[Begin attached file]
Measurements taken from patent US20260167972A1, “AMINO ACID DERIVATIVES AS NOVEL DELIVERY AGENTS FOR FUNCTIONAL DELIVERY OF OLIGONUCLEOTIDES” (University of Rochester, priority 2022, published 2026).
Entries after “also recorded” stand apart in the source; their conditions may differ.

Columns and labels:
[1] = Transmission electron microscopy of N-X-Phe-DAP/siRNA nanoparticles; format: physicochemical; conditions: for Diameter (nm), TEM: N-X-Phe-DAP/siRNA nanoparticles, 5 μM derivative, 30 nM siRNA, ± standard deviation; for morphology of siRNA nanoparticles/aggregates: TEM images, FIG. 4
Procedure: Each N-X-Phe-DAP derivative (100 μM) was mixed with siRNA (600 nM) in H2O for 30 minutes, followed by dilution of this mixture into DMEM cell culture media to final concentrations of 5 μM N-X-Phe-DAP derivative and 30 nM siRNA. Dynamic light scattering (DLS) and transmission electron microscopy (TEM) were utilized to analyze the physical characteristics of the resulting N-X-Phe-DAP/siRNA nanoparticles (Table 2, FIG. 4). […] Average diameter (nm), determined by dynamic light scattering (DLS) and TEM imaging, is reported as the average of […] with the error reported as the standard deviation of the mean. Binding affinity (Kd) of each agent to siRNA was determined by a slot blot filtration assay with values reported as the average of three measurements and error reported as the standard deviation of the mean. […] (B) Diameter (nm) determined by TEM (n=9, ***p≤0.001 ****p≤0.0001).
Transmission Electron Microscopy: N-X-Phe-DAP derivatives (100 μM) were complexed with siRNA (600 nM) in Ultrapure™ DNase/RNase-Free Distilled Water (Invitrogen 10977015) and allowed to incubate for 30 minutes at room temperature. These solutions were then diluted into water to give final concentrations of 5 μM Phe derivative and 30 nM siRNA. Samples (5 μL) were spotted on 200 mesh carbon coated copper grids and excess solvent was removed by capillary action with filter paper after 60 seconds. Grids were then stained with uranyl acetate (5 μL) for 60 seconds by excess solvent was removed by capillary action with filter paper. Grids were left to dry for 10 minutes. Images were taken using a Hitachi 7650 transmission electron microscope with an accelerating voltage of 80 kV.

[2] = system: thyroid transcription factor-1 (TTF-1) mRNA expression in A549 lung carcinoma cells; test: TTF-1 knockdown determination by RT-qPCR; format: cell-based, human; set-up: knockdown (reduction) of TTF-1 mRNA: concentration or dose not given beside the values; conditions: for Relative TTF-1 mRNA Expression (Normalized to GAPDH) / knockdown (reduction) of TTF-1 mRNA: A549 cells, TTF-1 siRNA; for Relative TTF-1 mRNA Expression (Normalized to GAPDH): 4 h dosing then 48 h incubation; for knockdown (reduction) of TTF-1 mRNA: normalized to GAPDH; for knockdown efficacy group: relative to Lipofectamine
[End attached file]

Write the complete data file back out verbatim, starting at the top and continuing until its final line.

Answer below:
Measurements taken from patent US20260167972A1, “AMINO ACID DERIVATIVES AS NOVEL DELIVERY AGENTS FOR FUNCTIONAL DELIVERY OF OLIGONUCLEOTIDES” (University of Rochester, priority 2022, published 2026).
Entries after “also recorded” stand apart in the source; their conditions may differ.

Columns and labels:
[1] = Transmission electron microscopy of N-X-Phe-DAP/siRNA nanoparticles; format: physicochemical; conditions: for Diameter (nm), TEM: N-X-Phe-DAP/siRNA nanoparticles, 5 μM derivative, 30 nM siRNA, ± standard deviation; for morphology of siRNA nanoparticles/aggregates: TEM images, FIG. 4
Procedure: Each N-X-Phe-DAP derivative (100 μM) was mixed with siRNA (600 nM) in H2O for 30 minutes, followed by dilution of this mixture into DMEM cell culture media to final concentrations of 5 μM N-X-Phe-DAP derivative and 30 nM siRNA. Dynamic light scattering (DLS) and transmission electron microscopy (TEM) were utilized to analyze the physical characteristics of the resulting N-X-Phe-DAP/siRNA nanoparticles (Table 2, FIG. 4). […] Average diameter (nm), determined by dynamic light scattering (DLS) and TEM imaging, is reported as the average of […] with the error reported as the standard deviation of the mean. Binding affinity (Kd) of each agent to siRNA was determined by a slot blot filtration assay with values reported as the average of three measurements and error reported as the standard deviation of the mean. […] (B) Diameter (nm) determined by TEM (n=9, ***p≤0.001 ****p≤0.0001).
Transmission Electron Microscopy: N-X-Phe-DAP derivatives (100 μM) were complexed with siRNA (600 nM) in Ultrapure™ DNase/RNase-Free Distilled Water (Invitrogen 10977015) and allowed to incubate for 30 minutes at room temperature. These solutions were then diluted into water to give final concentrations of 5 μM Phe derivative and 30 nM siRNA. Samples (5 μL) were spotted on 200 mesh carbon coated copper grids and excess solvent was removed by capillary action with filter paper after 60 seconds. Grids were then stained with uranyl acetate (5 μL) for 60 seconds by excess solvent was removed by capillary action with filter paper. Grids were left to dry for 10 minutes. Images were taken using a Hitachi 7650 transmission electron microscope with an accelerating voltage of 80 kV.

[2] = system: thyroid transcription factor-1 (TTF-1) mRNA expression in A549 lung carcinoma cells; test: TTF-1 knockdown determination by RT-qPCR; format: cell-based, human; set-up: knockdown (reduction) of TTF-1 mRNA: concentration or dose not given beside the values; conditions: for Relative TTF-1 mRNA Expression (Normalized to GAPDH) / knockdown (reduction) of TTF-1 mRNA: A549 cells, TTF-1 siRNA; for Relative TTF-1 mRNA Expression (Normalized to GAPDH): 4 h dosing then 48 h incubation; for knockdown (reduction) of TTF-1 mRNA: normalized to GAPDH; for knockdown efficacy group: relative to Lipofectamine